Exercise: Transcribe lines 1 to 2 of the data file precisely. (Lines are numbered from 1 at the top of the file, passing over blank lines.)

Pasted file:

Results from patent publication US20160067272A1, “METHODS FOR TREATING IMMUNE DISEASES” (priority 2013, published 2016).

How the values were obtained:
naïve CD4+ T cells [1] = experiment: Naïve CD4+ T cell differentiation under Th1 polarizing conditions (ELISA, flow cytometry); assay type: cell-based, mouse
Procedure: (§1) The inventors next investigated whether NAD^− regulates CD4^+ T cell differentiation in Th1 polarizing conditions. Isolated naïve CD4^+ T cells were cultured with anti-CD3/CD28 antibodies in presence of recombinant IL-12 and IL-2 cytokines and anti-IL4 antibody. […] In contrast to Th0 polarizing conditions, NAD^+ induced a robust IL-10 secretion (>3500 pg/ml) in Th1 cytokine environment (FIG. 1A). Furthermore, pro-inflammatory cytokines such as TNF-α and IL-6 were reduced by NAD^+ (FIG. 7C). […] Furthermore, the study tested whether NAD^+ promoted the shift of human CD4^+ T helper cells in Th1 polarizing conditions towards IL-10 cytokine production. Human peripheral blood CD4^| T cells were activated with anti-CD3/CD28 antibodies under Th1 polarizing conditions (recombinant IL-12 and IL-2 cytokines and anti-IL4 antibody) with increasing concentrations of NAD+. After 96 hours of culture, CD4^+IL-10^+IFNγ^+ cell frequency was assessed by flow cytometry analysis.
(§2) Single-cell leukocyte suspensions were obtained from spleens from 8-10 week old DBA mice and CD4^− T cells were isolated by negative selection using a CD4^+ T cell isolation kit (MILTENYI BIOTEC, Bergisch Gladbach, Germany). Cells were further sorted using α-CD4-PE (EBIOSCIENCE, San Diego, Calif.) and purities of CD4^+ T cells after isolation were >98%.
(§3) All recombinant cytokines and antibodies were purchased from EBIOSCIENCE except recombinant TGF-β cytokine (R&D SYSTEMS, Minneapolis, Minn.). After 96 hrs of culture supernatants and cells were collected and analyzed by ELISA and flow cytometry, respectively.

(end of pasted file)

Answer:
Results from patent publication US20160067272A1, “METHODS FOR TREATING IMMUNE DISEASES” (priority 2013, published 2016).

How the values were obtained: